The National Australia Bank (NAB) has announced integrating with Amazon Alexa, allowing customers to ask the voice-activated assistant certain questions about their bank account when the service goes live in Australia next month.
According to executive general manager of digital and innovation Jonathan Davey, when looking at the way the bank thinks consumers will interact with technology over the next decade or so, voice activation is the clear forerunner.
"We fundamentally believe as an organisation the way we need to be able to provide services to customers is changing and we're in a unique position where we're fortunate enough to be able to work with some of the most interesting and innovative companies around the world," Davey told ZDNet.
Davey -- who oversees the bank's innovation arm, NAB Labs -- said that by partnering with the likes of Amazon and Google, NAB has visibility about how other organisations are reinventing the way consumers deal with service providers.
Reflecting on his own use of voice assistants in his personal life, Davey said their presence starts to change people's behaviour. Davey uses a voice-activated assistant to set his morning alarm, and while he knows he can do it fairly easily on his phone, performing the task verbally allows him to do it while performing other tasks -- and before he forgets.
"You just find yourself interacting and asking questions," he added. "The way we engage with technology is changing and increasingly we're using voice. As a bank, we think the opportunity for our customers to be able to use those services is just a natural evolution of the use of digital channels."
NAB launched its voice-activated Talk to NAB offering in October, allowing customers to ask basic banking questions such as how to replace a lost card or reset their password.
Talk to NAB runs via Google Home or a smartphone with the Google Assistant installed, and when Amazon Alexa becomes available in Australia next month, NAB customers will be able to ask their Echo device similar questions about their bank account.
"It's about taking away friction, reducing pain-points, and about making it as simple as we can for customers," Davey added.
NAB isn't the only company announcing the launch of Alexa skills on Thursday; Australian real estate giant REA Group is launching a voice-powered property news report for Alexa, while budget mobile operator Amaysim will allow customers to perform tasks such as check their account balance and top-up their data via Alexa.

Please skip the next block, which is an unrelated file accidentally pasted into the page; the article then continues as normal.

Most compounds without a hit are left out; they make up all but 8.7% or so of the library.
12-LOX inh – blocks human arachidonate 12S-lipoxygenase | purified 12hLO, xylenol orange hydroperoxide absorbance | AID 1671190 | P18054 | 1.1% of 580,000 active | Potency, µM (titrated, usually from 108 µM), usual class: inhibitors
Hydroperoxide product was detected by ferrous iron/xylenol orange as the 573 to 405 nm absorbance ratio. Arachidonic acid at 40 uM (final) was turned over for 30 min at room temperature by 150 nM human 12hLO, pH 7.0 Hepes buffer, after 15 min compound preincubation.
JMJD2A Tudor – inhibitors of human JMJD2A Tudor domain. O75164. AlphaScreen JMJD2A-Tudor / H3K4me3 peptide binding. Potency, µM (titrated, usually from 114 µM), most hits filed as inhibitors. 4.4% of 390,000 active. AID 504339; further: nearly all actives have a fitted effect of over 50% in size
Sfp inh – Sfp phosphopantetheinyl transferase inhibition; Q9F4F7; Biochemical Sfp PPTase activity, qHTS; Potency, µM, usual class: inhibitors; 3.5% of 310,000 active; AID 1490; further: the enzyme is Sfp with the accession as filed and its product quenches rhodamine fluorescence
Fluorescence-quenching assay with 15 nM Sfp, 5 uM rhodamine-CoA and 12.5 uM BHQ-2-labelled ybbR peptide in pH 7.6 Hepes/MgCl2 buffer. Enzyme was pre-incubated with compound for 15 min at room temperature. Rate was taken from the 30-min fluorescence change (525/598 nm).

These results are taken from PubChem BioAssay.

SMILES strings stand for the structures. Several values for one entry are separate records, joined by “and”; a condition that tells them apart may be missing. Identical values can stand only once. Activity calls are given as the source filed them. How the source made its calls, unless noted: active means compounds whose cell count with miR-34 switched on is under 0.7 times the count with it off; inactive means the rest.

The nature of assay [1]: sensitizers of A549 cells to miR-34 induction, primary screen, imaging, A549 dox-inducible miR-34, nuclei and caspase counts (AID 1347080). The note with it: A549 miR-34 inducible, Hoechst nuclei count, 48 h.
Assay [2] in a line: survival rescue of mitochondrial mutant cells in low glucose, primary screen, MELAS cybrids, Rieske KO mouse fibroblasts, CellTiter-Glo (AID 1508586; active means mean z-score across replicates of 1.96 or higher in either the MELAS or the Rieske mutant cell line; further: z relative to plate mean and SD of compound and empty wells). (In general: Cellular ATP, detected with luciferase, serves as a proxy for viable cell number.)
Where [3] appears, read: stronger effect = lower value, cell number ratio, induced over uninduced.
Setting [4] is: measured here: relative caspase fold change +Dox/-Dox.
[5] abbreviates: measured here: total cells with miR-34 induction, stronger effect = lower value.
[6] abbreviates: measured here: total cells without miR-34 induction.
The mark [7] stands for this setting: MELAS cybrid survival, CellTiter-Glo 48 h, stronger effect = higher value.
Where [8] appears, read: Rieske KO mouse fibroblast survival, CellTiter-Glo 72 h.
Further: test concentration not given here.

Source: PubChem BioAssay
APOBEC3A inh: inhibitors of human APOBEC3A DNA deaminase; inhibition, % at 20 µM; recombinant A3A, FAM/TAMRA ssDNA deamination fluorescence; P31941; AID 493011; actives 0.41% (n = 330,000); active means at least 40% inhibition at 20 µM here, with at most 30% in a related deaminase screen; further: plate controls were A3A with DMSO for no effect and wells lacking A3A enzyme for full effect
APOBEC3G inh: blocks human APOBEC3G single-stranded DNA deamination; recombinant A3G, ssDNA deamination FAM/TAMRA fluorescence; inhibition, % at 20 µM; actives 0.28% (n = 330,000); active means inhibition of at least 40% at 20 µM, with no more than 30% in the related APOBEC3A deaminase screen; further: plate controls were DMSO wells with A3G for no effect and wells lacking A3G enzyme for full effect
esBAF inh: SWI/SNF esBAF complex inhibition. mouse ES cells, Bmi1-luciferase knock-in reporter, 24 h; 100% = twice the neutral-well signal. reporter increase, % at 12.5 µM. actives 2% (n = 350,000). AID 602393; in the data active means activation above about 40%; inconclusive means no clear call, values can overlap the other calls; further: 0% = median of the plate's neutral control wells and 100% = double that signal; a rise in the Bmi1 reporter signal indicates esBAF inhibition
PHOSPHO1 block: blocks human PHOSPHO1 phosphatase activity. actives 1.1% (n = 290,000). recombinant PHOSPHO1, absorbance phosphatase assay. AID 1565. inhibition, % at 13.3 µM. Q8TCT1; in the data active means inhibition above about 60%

Similarly, online services marketplace Airtasker and tradesman-hiring platform Hipages have both launched Alexa skills, as has Telstra and competing bank Westpac.
Davey believes that as more integrations occur, customer take up will run parallel, and it will soon become somewhat of a default way to interact with service providers.
To Davey, the Alexa integration is one of the first steps towards providing access to NAB through a third-party channel.
"We believe that will continue to grow over the coming months and years and that's all about providing ease and simplicity to our customers," he told ZDNet.
"In an environment of open banking, making sure that we provide access to NAB services through the channels our customers are engaging in is important."
The plan is to eventually reach a place where customers can interact with home assistants seamlessly, and without having to provide PIN or other authentication information.
"At this stage, the information that you can access is account balances -- which is obviously private information -- but it is the next step from the frequently asked questions and we need to make sure that if we were to go subsequently into payments, then we need to re-evaluate security again," he explained.
"There's a balance we're trying to strike between ease and convenience and ensuring the security is there and we think we've got that right, but it's absolutely critical that security is maintained."
That's where Davey said he can see a place for voice biometrics.
"Voice biometrics is something that we are actively watching and learning and looking at and are doing some experimentation in," he said. "So I see that's the way it will go over time, but again we want to make sure it's 100 percent secure."
"At this stage, we're fairly comfortable with PIN, but we'll continue to look at those kinds of options."